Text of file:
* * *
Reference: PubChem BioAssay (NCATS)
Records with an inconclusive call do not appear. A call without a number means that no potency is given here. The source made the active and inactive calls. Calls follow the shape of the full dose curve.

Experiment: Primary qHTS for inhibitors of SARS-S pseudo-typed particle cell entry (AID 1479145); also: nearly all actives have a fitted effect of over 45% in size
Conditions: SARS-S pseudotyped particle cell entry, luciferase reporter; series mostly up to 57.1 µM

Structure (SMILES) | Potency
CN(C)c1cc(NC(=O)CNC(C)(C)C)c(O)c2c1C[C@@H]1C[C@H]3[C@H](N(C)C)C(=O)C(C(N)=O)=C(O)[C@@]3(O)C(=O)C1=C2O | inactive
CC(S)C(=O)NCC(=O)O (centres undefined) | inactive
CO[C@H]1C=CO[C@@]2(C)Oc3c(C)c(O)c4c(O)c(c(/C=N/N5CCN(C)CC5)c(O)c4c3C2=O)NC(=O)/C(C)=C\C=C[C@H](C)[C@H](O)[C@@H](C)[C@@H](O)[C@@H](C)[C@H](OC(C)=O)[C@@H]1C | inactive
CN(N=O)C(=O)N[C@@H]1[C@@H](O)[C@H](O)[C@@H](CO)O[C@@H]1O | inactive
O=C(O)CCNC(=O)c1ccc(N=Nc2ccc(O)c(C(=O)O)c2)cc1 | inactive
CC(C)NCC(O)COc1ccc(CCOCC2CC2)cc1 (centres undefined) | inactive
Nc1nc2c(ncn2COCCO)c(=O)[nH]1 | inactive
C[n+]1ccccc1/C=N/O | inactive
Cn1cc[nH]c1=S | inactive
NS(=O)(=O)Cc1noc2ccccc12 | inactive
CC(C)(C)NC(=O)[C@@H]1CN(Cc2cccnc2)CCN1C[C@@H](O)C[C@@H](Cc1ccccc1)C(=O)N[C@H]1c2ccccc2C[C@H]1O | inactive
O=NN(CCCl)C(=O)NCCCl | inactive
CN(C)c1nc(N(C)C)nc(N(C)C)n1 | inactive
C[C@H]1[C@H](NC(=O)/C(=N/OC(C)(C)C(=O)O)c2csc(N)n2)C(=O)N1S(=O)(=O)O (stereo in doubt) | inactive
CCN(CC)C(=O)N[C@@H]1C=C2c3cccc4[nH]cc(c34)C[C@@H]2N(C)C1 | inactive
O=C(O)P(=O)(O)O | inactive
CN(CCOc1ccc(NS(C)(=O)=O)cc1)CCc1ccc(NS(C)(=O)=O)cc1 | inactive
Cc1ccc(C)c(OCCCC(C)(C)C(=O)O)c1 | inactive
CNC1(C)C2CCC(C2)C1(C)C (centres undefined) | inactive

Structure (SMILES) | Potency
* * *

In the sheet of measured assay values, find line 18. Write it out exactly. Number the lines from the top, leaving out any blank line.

CN(C)c1nc(N(C)C)nc(N(C)C)n1 | inactive